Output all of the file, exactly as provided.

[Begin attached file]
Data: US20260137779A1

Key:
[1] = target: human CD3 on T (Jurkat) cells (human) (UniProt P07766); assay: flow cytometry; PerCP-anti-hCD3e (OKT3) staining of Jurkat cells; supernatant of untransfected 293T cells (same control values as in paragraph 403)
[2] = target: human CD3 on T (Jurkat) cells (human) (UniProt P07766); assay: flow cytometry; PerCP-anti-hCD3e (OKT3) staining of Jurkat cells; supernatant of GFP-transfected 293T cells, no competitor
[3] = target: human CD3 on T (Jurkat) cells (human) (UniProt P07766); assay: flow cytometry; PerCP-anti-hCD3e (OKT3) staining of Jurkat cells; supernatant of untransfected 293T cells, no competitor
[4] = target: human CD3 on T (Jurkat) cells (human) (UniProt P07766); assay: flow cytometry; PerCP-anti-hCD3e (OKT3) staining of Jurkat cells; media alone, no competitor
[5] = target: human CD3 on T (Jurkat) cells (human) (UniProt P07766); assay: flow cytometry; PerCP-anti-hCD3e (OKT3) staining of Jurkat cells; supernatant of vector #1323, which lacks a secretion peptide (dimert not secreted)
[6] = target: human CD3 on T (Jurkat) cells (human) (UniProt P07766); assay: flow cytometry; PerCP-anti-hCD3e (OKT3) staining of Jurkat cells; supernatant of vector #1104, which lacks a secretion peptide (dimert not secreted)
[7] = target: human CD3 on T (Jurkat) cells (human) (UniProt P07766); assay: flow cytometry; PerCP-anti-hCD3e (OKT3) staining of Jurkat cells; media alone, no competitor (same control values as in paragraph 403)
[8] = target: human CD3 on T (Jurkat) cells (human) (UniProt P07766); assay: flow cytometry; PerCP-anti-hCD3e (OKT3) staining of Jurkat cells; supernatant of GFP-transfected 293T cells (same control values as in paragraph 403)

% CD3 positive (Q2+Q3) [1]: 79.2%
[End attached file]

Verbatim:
Data: US20260137779A1

Key:
[1] = target: human CD3 on T (Jurkat) cells (human) (UniProt P07766); assay: flow cytometry; PerCP-anti-hCD3e (OKT3) staining of Jurkat cells; supernatant of untransfected 293T cells (same control values as in paragraph 403)
[2] = target: human CD3 on T (Jurkat) cells (human) (UniProt P07766); assay: flow cytometry; PerCP-anti-hCD3e (OKT3) staining of Jurkat cells; supernatant of GFP-transfected 293T cells, no competitor
[3] = target: human CD3 on T (Jurkat) cells (human) (UniProt P07766); assay: flow cytometry; PerCP-anti-hCD3e (OKT3) staining of Jurkat cells; supernatant of untransfected 293T cells, no competitor
[4] = target: human CD3 on T (Jurkat) cells (human) (UniProt P07766); assay: flow cytometry; PerCP-anti-hCD3e (OKT3) staining of Jurkat cells; media alone, no competitor
[5] = target: human CD3 on T (Jurkat) cells (human) (UniProt P07766); assay: flow cytometry; PerCP-anti-hCD3e (OKT3) staining of Jurkat cells; supernatant of vector #1323, which lacks a secretion peptide (dimert not secreted)
[6] = target: human CD3 on T (Jurkat) cells (human) (UniProt P07766); assay: flow cytometry; PerCP-anti-hCD3e (OKT3) staining of Jurkat cells; supernatant of vector #1104, which lacks a secretion peptide (dimert not secreted)
[7] = target: human CD3 on T (Jurkat) cells (human) (UniProt P07766); assay: flow cytometry; PerCP-anti-hCD3e (OKT3) staining of Jurkat cells; media alone, no competitor (same control values as in paragraph 403)
[8] = target: human CD3 on T (Jurkat) cells (human) (UniProt P07766); assay: flow cytometry; PerCP-anti-hCD3e (OKT3) staining of Jurkat cells; supernatant of GFP-transfected 293T cells (same control values as in paragraph 403)

% CD3 positive (Q2+Q3) [1]: 79.2%